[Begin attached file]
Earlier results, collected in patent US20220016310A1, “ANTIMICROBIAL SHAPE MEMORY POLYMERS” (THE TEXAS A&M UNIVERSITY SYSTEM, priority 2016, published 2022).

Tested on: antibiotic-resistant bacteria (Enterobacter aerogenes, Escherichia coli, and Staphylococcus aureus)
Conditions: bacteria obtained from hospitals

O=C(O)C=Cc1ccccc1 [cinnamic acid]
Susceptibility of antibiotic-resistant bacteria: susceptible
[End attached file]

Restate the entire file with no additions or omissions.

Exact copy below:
Earlier results, collected in patent US20220016310A1, “ANTIMICROBIAL SHAPE MEMORY POLYMERS” (THE TEXAS A&M UNIVERSITY SYSTEM, priority 2016, published 2022).

Tested on: antibiotic-resistant bacteria (Enterobacter aerogenes, Escherichia coli, and Staphylococcus aureus)
Conditions: bacteria obtained from hospitals

O=C(O)C=Cc1ccccc1 [cinnamic acid]
Susceptibility of antibiotic-resistant bacteria: susceptible